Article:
Saturday, December 27, 2008
A Degree Doesn't Always Mean Success
When I did the "Getting to Know You" Christmas Edition, one of the questions asked about the worst gift I'd ever received. My answer was to say that the gift was actually something I'd wanted. It was a book called "An Incomplete Education" but a comment from my father turned the book into garbage. Referencing my on again, off again attendance of college, he remarked that I already had one of these (an incomplete education) and didn't know what I wanted with another. That comment has stuck with me for years. It really hurt me and pinpointed something which has always been a bit of a sore spot.
I was speaking to Susan about this during our last session and as soon as I told her what he said, she remarked sarcastically "God, he's not projecting much, is he???" *Doink* If that didn't smack me upside the head. Crying out loud. I've been carrying that statement around for 15 years and, all along, it was about my father's own insecurity!! He never finished college and he was ashamed of that. And he put it on me. And I let him because I didn't even see it until Susan pointed it out.
Probing a little further on the subject, Susan asked me why my college experience turned out the way it did. I was actually a great student. With a few exceptions, I had high marks. I took double Math classes every year, always getting A's. In my Junior & Senior year, I was in the National Honor Society. I got a perfect score on my Math SAT and a near perfect score on the English portion. I had been accepted to some good colleges.~
It was the middle of my Senior year when my brother was floundering and failing out of a community college. He was more interested in hanging out and dealing drugs instead of going to classes. At this point, and I reiterate middle of my Senior year, my father informed me that due to my brother's lack of seriousness about college, my father had decided that I would get more out of my education by paying for it on my own. No offers for a loan or for help. Just period. End of story. You're on your own, kid.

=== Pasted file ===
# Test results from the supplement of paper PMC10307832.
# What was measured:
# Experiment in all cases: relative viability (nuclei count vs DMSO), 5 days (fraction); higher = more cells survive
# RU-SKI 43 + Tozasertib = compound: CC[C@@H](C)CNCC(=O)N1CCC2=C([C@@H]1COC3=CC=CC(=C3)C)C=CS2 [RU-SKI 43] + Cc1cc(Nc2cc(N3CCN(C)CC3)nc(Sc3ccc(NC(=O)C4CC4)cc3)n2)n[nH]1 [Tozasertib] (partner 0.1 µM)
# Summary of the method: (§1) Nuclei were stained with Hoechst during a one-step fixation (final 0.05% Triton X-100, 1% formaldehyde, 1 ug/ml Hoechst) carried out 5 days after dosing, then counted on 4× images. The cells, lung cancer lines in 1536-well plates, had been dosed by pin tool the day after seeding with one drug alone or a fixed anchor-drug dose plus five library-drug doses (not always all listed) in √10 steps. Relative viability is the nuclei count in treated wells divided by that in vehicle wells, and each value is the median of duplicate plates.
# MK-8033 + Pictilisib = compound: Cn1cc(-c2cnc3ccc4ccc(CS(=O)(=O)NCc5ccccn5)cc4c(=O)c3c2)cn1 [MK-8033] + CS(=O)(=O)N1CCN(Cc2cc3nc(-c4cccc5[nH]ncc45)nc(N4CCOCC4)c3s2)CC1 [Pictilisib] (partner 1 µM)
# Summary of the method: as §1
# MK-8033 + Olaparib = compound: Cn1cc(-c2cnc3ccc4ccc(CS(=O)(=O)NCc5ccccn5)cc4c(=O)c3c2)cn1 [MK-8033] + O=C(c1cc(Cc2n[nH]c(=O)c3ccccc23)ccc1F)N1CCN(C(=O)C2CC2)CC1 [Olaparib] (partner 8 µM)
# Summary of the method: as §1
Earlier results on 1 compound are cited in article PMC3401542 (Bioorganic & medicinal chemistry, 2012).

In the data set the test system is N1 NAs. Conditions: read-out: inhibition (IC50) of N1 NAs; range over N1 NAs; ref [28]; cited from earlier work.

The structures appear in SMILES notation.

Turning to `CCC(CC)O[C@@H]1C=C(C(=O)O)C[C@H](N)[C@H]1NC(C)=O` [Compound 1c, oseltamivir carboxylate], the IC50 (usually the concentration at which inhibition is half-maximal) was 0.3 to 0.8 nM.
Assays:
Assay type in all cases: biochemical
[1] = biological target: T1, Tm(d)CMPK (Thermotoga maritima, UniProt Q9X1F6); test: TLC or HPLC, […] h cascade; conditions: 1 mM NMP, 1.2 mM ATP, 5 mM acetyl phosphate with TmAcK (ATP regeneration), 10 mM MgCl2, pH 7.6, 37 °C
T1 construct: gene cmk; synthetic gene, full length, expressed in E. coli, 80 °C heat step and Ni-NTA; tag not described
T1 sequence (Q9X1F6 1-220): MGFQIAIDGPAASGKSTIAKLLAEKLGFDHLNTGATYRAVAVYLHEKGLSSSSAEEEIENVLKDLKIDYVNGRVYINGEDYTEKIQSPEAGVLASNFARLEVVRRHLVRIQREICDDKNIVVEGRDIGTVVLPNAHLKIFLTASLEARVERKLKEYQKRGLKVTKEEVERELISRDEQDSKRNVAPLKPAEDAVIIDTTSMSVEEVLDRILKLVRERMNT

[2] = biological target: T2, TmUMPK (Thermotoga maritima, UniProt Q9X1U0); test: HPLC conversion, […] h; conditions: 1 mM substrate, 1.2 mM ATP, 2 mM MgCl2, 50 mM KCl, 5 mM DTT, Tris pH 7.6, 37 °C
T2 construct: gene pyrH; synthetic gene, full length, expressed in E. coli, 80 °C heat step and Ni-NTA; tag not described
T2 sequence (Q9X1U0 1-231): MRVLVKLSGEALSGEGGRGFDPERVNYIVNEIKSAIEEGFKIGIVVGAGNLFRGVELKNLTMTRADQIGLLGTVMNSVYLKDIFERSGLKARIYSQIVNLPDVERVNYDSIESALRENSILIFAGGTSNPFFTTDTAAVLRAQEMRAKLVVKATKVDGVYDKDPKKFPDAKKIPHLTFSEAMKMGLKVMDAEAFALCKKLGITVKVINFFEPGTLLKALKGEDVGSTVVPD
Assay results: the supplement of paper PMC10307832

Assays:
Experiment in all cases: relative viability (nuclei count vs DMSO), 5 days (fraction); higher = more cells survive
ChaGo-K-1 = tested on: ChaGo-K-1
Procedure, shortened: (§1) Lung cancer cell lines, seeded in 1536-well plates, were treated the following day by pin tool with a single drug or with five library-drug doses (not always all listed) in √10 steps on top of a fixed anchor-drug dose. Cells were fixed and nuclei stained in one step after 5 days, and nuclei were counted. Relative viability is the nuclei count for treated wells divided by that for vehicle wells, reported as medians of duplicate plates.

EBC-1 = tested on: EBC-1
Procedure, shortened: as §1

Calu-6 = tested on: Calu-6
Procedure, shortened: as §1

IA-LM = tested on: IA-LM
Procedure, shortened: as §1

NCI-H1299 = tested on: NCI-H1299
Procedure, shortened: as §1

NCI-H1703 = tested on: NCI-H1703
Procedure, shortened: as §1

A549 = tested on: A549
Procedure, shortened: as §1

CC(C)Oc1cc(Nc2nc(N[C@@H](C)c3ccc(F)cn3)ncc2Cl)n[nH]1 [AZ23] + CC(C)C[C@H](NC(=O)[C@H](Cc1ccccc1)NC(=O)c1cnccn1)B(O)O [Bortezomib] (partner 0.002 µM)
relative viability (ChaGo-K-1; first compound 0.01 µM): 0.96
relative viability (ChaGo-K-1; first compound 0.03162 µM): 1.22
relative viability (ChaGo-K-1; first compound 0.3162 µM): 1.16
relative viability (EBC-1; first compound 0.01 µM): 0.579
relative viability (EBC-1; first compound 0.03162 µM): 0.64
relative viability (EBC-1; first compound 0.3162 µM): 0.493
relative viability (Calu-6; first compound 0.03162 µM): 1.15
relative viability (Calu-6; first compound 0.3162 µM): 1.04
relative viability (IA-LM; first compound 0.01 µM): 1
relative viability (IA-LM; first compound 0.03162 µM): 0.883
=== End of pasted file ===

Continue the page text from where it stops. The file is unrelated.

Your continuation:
Instead of going off to school, as I'd hoped, I took a full time job and went to a local college part time. In the end, the job and the money won out. And my father won out. I didn't see this for what it was until I had this talk with Susan. My father's decision had absolutely nothing to do with my brother. That was just a convenient excuse but he would have found one regardless. He saw me excelling. And he couldn't let me show him up. He couldn't contribute to helping his daughter be more successful than he. Most parents want more for their children than they had for themselves but not my father. It terrified him to think that I might accomplish something that he had not and it would further spotlight his inadequacy in his own mind. So he did his best to put an end to that possibility and hold me back.~
In a way, it worked because I never did finish college. The thing is though, degree or not, I am so much more than my father could ever be. Professionally, my father is quite accomplished. Well, so am I. Not to the same extent that he is but I'm okay with that. Because career is not my only success in life and that is more than I can say for him. I've worked harder than any college course would require in order to be the person I am. And I'm more proud of that that I would ever be of a degree. I'm a successful career woman with a fantastic industry reputation. But I'm also a good, caring, compassionate person. I'm determined to constantly grow on a personal level. I'm a good Mom who is very conscientous of the lessons I teach my daughter and the influence I have on her. I DO want more for her than I had. She has a happy home and a supportive parent. I want to help her identify and realize her own dreams and never hold her back.